1. Add a Cylindrical Solid block to a new Simulink® model and open the block dialog box. Note the Geometry parameters section, which by default specifies a cylinder shape 1 m in side.

2. In the Radius parameter line, enter a value of `5` and select units of `cm`. You can select your units from the dropdown list or enter them manually.

3. In the Length parameter line, enter a value of `20` and again select units of `cm`. Note the warning in the visualization pane urging you to update the solid visualization.

4. In the visualization toolstrip, click the button. The visualization pane refreshes with the new solid geometry but, due to its small dimensions, it is barely visible. Click the Fit to View button to optimize the zoom level. Ensure that the solid geometry is as expected.

5. Expand the Inertia parameters section and take note of the Type parameter setting. The automatic calculation of inertia properties from geometry is by default enabled. To complete the model of your solid, you need only ensure that its mass or mass density is set to the correct value. Click OK to accept the current solid settings.

### Positioning and Orienting a Solid in a Model

If a solid block is unconnected, the relative placement of that solid is undefined. To resolve the solid pose—its position and orientation—in a model, you must connect the reference frame port (B) or, if you prefer, a custom frame port, belonging to the solid block. For example, connecting the R port to the W port of a World Frame block would align the solid so that its reference frame is coincident with the world frame. The figure shows such a connection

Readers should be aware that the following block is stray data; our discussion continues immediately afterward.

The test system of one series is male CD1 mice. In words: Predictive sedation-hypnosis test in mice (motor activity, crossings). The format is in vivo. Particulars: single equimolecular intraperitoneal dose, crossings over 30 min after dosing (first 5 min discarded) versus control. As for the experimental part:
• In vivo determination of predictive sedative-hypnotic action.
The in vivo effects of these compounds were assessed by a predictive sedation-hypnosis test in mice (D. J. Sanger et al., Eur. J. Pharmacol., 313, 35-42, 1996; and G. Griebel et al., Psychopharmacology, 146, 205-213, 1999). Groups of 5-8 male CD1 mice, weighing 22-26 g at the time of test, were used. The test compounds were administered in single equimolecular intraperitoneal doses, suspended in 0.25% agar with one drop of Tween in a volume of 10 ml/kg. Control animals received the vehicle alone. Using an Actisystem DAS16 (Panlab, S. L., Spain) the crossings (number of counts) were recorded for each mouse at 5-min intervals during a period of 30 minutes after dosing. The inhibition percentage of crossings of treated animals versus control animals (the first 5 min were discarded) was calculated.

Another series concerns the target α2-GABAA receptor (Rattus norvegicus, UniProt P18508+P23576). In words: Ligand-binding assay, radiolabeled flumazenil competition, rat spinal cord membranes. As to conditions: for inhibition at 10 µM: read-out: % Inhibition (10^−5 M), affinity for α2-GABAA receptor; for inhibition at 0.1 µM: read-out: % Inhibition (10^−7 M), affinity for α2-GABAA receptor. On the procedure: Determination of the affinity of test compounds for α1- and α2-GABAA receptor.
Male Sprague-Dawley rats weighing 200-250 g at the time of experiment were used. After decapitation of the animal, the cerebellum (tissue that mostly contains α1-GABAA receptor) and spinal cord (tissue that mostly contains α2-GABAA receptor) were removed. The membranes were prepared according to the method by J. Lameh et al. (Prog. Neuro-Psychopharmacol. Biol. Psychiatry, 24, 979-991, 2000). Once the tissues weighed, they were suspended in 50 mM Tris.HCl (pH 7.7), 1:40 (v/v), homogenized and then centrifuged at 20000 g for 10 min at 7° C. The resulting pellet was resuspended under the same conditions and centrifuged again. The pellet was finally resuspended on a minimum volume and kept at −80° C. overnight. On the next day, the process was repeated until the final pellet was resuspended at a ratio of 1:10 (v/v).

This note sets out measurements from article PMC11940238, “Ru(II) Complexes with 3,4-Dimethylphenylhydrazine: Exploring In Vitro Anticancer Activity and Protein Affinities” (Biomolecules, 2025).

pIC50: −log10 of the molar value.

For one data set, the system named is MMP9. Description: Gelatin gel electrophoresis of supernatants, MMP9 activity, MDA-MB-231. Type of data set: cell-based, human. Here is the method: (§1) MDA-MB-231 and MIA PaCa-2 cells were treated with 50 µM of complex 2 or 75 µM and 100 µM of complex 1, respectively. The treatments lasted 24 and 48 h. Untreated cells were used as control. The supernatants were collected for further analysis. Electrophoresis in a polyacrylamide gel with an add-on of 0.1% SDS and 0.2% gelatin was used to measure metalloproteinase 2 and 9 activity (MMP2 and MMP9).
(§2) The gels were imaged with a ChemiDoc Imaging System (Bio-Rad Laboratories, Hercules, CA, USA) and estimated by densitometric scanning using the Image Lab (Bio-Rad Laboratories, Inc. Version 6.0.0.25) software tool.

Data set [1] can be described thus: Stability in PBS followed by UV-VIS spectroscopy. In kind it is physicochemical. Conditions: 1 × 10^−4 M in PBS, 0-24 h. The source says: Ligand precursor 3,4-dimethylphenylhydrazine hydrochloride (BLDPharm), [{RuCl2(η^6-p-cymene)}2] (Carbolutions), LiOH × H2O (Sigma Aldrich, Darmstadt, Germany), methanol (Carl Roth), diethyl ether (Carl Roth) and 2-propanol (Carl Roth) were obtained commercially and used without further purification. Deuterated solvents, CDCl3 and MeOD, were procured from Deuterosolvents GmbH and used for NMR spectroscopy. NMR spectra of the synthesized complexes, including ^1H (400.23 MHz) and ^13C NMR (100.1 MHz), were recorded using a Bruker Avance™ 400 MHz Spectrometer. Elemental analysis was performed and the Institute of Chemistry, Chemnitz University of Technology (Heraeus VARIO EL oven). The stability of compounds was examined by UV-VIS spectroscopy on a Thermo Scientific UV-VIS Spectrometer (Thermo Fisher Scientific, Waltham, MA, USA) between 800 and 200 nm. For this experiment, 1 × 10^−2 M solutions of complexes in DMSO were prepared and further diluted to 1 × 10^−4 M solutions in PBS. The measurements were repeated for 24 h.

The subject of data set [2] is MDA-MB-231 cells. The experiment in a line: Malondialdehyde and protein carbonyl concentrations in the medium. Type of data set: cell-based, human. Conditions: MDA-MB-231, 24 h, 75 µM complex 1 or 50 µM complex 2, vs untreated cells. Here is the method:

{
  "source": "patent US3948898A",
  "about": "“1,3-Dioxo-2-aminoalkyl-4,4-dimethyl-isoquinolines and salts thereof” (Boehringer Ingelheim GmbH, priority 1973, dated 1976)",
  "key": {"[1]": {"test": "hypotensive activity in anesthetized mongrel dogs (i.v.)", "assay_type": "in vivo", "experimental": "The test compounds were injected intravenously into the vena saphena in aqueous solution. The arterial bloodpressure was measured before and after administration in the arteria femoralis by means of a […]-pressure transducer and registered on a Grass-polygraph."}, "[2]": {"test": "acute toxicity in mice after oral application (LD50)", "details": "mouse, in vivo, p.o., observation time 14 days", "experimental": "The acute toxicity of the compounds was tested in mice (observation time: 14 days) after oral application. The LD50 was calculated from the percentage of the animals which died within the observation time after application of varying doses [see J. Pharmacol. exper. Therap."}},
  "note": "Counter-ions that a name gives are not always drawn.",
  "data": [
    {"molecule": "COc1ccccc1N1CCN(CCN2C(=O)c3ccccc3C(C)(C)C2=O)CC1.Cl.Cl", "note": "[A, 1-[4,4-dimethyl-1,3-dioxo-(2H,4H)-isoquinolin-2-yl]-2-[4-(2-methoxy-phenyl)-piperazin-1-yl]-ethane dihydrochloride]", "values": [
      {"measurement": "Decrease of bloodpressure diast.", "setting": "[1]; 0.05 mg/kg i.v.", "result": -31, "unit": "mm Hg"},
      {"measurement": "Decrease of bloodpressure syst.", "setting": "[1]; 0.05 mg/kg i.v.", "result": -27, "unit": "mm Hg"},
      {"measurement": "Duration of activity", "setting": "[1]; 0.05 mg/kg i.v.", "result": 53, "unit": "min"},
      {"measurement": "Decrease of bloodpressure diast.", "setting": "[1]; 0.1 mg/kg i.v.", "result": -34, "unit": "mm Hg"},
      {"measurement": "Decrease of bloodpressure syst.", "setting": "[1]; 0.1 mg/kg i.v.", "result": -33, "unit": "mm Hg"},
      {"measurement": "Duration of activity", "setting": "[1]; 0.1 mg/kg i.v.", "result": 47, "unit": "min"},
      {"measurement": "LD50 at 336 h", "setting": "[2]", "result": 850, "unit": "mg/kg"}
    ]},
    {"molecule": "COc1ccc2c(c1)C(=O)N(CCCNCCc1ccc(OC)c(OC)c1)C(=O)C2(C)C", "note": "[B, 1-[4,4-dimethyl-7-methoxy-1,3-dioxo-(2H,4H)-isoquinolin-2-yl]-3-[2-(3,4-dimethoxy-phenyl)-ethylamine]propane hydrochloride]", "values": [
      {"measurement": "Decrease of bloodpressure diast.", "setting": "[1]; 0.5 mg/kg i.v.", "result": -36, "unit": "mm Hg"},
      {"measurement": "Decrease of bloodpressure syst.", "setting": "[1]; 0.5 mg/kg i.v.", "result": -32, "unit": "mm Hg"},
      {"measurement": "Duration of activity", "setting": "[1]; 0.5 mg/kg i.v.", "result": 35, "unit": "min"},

Specifying spatial relationships such as this is key to modeling in the Simscape Multibody environment. You can rotate and translate two frames with respect to one another by applying operations called rigid transforms between those frames. To learn more about frames and transforms, see Working with Frames.

For ease of modeling, the solid blocks provide a frame creation interface. You can use this interface to append and align new frames to select geometry features, such as vertices, edges, faces, and volumes. To learn how to create frames using this interface, see Creating Custom Solid Frames.